And truly, grisly is the right word for the story here, one of the darkest that Fincher has ever presented, and that’s including his work on Netflix’s Mindhunter. Each of the mangled bodies left behind by serial killer “John Doe” is arranged in a way that is truly theatrical in nature. It’s as if Doe took it upon himself to act as a set designer for how he wanted the film’s two detectives to behold and process each crime scene, arranging every aspect of the murders for maximum charnel house gruesomeness. Each one is a tableau that would no doubt make the likes of Mario Bava or Dario Argento proud—especially the “sloth” victim, who has been ceaselessly confined to a bed for a year until his body has almost completely withered away from inactivity. The “he’s alive!” revelation of that particular victim is one of the best pure jump scares in all of 1990s horror.
Morgan Freeman’s detective William Somerset is the film’s emotional core, turning in an excellent performance as a jaded, retiring cop who has to be coaxed into reaffirming his duty and sense of responsibility to those he is sworn to serve. Conversely, Kevin Spacey is electric in his limited screen time as Doe, a mastermind villain who feigns detachment but secretly seems to be reveling in the attention he’s generating—a perfect hypocrite who is insufferable in exactly the right way. We want to see him shot, long before Brad Pitt has to ask about the contents of that fateful box in the film’s conclusion.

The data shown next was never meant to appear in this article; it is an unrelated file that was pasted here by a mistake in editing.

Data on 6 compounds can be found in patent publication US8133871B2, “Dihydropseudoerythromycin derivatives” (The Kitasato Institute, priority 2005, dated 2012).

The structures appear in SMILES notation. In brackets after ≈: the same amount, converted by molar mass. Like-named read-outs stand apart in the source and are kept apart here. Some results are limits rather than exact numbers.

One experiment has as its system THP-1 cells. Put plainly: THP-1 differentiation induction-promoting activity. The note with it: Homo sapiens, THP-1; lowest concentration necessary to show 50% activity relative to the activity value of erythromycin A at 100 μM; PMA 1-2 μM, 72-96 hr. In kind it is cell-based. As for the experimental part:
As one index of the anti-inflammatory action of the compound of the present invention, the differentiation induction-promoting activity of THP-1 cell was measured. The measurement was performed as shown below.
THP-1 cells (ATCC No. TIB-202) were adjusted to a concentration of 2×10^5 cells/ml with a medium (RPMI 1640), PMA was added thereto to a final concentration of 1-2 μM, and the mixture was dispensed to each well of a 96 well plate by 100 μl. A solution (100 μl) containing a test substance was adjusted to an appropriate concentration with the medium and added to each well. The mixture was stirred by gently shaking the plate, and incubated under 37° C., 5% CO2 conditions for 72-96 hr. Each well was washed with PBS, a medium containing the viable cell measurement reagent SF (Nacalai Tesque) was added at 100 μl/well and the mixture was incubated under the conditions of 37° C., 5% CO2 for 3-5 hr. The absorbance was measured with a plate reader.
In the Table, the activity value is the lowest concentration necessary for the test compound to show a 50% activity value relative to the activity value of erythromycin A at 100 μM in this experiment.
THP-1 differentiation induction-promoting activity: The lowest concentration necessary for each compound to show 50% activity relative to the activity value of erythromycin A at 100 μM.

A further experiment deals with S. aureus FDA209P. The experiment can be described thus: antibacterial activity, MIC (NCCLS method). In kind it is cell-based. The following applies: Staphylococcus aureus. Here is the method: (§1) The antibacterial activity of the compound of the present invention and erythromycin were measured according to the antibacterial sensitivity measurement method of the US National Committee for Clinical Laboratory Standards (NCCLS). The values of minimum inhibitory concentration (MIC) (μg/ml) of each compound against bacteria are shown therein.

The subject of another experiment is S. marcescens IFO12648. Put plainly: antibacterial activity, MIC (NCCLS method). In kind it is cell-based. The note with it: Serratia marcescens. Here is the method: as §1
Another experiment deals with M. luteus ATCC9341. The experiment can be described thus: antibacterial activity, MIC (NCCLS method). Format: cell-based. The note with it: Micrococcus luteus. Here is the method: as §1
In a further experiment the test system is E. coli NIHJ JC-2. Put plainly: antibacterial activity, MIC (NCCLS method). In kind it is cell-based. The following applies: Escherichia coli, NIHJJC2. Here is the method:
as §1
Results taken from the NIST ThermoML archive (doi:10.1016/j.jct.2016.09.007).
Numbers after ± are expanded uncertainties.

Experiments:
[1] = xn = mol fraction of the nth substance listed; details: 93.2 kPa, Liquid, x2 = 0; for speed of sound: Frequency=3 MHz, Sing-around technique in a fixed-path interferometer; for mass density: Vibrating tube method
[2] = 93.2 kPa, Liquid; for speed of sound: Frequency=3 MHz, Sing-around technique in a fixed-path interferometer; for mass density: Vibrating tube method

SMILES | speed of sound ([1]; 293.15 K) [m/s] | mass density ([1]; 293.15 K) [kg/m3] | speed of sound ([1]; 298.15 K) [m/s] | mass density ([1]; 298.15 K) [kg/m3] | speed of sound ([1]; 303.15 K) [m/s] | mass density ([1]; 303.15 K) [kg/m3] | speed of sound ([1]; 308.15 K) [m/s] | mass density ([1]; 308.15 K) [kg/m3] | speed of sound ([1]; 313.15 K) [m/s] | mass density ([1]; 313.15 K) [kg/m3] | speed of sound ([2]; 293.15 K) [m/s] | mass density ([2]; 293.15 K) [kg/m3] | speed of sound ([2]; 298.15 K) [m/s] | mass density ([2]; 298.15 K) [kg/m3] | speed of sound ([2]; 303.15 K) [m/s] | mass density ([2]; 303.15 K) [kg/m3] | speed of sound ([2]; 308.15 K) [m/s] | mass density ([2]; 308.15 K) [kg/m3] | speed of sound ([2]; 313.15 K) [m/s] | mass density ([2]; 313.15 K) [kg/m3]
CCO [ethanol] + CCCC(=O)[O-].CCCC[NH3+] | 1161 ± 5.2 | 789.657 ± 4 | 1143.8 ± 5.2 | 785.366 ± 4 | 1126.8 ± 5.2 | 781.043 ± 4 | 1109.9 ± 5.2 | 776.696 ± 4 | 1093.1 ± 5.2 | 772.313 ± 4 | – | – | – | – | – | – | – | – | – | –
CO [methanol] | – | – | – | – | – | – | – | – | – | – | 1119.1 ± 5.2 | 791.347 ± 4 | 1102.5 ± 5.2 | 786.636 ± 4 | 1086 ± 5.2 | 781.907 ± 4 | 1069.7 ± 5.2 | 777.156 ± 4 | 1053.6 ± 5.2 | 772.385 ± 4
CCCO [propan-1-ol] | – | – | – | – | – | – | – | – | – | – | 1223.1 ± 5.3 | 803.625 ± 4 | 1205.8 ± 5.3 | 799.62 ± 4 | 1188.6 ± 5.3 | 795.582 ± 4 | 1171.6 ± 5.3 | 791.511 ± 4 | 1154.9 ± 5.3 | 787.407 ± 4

Featuring some wonderfully gritty, rusted-over production design from Oscar-nominated Arthur Max, Seven also manages to beautifully encapsulate the more mundane horrors of urban life. His New York City is a hopeless landscape—it looks utterly depleted, swept clean of any virtue, decency, warmth or joy. The people who live there don’t really “live,” so much as they just shuffle through the motions and die a little bit inside each day. It’s no wonder that Mills’ wife is seriously considering having an abortion rather than telling her husband that she’s pregnant—the place where they live projects such an innate aura of hopelessness and contempt for human life that to do so seems almost like a mercy. The city is overwhelmed by darkness both literal and figurative.
So the next time someone tries to refer to Seven as something other than a horror film, go easy on him or her in your rebuke, lest you fall squarely into the camp of “wrath.”
Jim Vorel is a Paste staff writer and resident horror guru. You can follow him on Twitter for more film and TV writing.